Haifa, Israel — In the small camera store, a 30-something mother with two children in tow started screaming at the petite, gray-haired woman standing next to me. The older woman’s offense? One of her feet was too close to the door, preventing the mother from opening it enough to push her stroller through.
The screaming was pungent and the tension palpable. It ended shortly after it began, though not soon enough for my American sensibilities. But after reflecting for a while on the silly squabble, my distaste turned to an odd serenity.
Normalcy had returned.
As I trekked last week across the north of Israel, the only signs that the area was just a month removed from being a war zone were some battered buildings, an unusually high volume of earth-moving equipment, and a handful of tanks on the highway on large flatbed trucks. Otherwise, life seemed almost like it was just a few months ago, right down to social interaction.
Israelis liken themselves to the sabra, a fruit with a tough, prickly hide that envelops a sweet, soft interior. The rugged exterior part of the analogy is regularly on display, not just in traffic jams or store aisles, but even in service-oriented business, such as hotels and restaurants.
Fights can erupt anytime, anywhere. Israelis yell at strangers, neighbors, and friends. Fighting aside, normal conversation is often terse, even brusque. Perhaps owing to their spoken language—Hebrew, I’ve been told, has one-fifth the working vocabulary of English—Israelis are blunt, to put it nicely. Even tourists are not immune. At the hotel, for example, the chef responded to my request for extra cheese on my omelette by barking that there was already enough.
Finding the soft, sweet core of sabra Israelis is typically a tougher task. Not during the war, though. Israelis banded together in every way possible, and the national mood was noticeably different. Even the notoriously fractious political culture stood united.
But something uniquely Israeli also happened. Residents of the north who refused to be cooped up in bomb shelters boarded buses and headed south. Even though the suddenness of it all meant that destinations had not been worked out in advance, most of the evacuees were not worried. Nor should they have been. Across the country—well, the areas out of Hezbollah’s rocket range—Israelis volunteered to take in displaced residents from the north.
A young Israeli woman said it best, “Israelis have hot tempers, but warm hearts.”
While crowds once again pack restaurants and malls in the north, the generous spirit that marked the wartime has not died. When I visited the Rambam hospital in Haifa, I sat in on an art therapy session involving roughly two dozen patients. Walking from table to table and doling out advice was award-winning artist and best-selling children’s book author Hanoch Piven. Creating a more dynamic version of arts and crafts, patients assembled artwork out of wide array of items, from string to plastic trinkets to Brillo pad.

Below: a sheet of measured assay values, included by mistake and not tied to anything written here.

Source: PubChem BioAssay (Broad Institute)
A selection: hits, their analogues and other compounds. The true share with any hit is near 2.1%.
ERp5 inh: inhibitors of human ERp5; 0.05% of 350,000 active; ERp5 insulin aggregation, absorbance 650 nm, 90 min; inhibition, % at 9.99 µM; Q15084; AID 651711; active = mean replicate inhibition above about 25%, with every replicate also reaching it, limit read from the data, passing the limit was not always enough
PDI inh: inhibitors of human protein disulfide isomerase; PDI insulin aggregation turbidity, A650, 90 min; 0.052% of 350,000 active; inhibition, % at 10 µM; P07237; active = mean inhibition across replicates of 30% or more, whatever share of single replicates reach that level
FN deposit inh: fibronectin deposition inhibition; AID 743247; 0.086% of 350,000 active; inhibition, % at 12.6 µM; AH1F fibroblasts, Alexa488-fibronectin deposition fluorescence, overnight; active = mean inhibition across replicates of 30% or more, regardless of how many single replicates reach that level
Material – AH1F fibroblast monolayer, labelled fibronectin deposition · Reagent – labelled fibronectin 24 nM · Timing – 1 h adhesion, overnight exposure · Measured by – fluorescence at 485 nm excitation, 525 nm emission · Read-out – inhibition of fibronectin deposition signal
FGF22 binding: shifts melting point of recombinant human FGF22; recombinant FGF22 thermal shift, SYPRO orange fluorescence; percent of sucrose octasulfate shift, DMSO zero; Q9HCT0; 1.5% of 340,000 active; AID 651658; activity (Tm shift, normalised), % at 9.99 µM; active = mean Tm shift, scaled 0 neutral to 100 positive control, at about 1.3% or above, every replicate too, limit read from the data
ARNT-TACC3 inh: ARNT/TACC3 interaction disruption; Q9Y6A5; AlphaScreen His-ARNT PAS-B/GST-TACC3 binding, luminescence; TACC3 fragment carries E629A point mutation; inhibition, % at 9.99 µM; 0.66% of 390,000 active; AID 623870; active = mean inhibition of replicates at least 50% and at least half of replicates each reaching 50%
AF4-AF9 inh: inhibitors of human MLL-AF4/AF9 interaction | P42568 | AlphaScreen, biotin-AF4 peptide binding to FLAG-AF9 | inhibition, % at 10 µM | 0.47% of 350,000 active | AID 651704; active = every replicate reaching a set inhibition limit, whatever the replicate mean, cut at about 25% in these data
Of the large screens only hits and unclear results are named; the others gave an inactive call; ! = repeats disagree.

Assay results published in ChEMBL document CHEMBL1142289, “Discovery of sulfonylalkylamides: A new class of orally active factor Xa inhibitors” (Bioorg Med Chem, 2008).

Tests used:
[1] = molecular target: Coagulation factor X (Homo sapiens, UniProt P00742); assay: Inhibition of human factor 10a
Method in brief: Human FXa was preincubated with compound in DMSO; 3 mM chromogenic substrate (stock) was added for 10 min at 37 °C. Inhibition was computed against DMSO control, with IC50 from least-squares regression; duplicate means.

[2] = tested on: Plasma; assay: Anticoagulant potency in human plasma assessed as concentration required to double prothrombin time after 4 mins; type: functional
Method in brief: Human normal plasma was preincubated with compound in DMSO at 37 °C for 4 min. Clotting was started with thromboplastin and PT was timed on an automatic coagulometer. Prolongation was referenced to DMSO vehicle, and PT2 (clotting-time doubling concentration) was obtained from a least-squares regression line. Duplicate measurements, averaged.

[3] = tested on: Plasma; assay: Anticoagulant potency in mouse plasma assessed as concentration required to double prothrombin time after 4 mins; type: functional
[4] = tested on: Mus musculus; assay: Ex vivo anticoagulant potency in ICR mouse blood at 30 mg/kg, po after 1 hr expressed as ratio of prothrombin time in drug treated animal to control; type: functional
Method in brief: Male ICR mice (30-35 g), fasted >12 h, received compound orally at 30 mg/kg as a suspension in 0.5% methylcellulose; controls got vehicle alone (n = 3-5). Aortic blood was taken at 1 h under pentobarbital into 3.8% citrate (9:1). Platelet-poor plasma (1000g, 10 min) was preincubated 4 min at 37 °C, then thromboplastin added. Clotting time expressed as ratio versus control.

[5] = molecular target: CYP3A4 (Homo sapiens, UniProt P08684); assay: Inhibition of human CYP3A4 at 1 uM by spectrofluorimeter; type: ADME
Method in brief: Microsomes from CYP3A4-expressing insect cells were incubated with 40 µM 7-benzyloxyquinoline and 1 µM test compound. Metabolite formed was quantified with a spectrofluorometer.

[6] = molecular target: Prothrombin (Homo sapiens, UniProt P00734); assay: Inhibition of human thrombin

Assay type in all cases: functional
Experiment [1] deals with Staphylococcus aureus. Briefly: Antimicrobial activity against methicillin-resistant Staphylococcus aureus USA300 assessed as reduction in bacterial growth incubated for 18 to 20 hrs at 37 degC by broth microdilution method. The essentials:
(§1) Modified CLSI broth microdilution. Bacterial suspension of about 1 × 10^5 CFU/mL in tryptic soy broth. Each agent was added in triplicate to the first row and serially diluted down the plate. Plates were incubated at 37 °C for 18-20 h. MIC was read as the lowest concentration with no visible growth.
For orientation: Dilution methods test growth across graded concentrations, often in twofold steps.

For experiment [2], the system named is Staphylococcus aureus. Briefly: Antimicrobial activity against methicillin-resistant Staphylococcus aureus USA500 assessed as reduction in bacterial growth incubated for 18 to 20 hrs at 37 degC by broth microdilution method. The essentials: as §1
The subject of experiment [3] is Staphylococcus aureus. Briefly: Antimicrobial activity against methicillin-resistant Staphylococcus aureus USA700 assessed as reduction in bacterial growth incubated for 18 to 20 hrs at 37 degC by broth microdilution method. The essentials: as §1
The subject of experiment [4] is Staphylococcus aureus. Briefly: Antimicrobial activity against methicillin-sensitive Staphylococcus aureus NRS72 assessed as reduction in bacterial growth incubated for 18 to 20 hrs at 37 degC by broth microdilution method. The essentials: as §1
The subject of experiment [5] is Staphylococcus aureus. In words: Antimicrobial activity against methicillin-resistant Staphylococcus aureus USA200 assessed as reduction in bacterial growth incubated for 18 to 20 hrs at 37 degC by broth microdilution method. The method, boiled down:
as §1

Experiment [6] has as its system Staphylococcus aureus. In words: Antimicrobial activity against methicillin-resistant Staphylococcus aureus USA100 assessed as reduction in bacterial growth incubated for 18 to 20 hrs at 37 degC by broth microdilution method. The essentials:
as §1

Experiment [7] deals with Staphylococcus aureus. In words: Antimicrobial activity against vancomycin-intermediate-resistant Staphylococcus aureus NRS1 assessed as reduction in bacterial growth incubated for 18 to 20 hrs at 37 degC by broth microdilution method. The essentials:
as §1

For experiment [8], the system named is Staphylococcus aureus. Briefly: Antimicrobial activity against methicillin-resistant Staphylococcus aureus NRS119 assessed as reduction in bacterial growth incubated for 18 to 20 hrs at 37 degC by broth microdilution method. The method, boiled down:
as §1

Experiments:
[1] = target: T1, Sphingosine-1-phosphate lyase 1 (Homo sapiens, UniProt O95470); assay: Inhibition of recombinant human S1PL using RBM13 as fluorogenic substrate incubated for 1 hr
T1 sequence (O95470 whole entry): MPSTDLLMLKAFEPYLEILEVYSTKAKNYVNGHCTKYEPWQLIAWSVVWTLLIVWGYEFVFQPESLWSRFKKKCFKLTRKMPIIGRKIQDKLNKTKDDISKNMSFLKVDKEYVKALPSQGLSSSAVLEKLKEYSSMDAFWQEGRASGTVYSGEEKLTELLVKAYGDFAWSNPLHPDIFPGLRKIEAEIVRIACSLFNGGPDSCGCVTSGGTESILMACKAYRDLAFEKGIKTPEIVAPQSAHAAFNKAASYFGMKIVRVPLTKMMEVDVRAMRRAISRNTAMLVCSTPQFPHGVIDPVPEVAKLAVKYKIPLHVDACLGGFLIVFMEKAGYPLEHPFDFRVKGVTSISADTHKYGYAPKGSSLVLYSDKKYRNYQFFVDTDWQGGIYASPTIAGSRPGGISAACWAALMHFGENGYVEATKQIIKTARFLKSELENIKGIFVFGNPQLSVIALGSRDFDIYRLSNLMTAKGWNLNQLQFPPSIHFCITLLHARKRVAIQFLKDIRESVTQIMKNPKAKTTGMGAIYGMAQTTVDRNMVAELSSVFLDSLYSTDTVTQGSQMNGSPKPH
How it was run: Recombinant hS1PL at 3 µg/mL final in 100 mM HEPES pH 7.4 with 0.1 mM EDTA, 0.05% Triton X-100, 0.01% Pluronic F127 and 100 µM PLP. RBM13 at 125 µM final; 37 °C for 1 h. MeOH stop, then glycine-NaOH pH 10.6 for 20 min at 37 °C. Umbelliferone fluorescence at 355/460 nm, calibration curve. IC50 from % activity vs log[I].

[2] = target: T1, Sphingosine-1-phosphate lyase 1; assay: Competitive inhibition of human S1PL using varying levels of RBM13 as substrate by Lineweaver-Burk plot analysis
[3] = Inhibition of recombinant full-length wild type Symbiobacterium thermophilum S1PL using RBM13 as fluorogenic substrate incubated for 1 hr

Though his costs are covered by Roche Pharmaceuticals, Piven doesn’t need to do this. He’s long past his “starving” phase, yet he comes back to his home country periodically from his Barcelona residence in order to lead these art therapy sessions. He was making the rounds of Israeli hospitals two months ago, but obviously couldn’t travel to the one in Haifa while rockets were raining down. So he vowed to come back.
The incredible assortment of materials “allows patients to express themselves in ways they otherwise couldn’t,” Piven explained. One created a portrait of Hezbollah leader Hassan Nasrallah. When I asked him why, he responded, “Why not?” At the 20-minute sit-down group discussion afterward, several of the participants expressed the anxiety they felt during the 33-day war. There were tears, laughter, and sometimes both at once.
Further north in Nahariya, stores were also bustling and residents appeared to be out in full force. Just as in Haifa, I visited homes destroyed by katyusha rockets. One in particular struck me. The entire facade was charred, and almost everything inside had also been burnt to a crisp. What was amazing is that this extensive damage did not come from a direct hit. Visible in the front yard was the spot where the katyusha had landed, some 15 feet from the front of the house. The hole in the ground was less than a foot in diameter and maybe a few feet deep, yet the footprint of its devastation was far greater.
In Kiryat Shmonah near the Lebanese border, most interesting was the appearance of one of the bomb shelters. The above-ground portions were painted to be as kid-friendly as possible. Most likely done by a professional artist, the colors are bright and the drawings of children and their families are warm and inviting. Happy as the outside of the bomb shelters may appear, though, children in the area do not seem enamored of it after spending a month trapped inside because Islamic terrorists were trying to murder them.
For as nice as it is that normalcy has returned to northern Israel, it is not lost on anyone there that “normal” doesn’t change that they are wanted dead by their neighbors.
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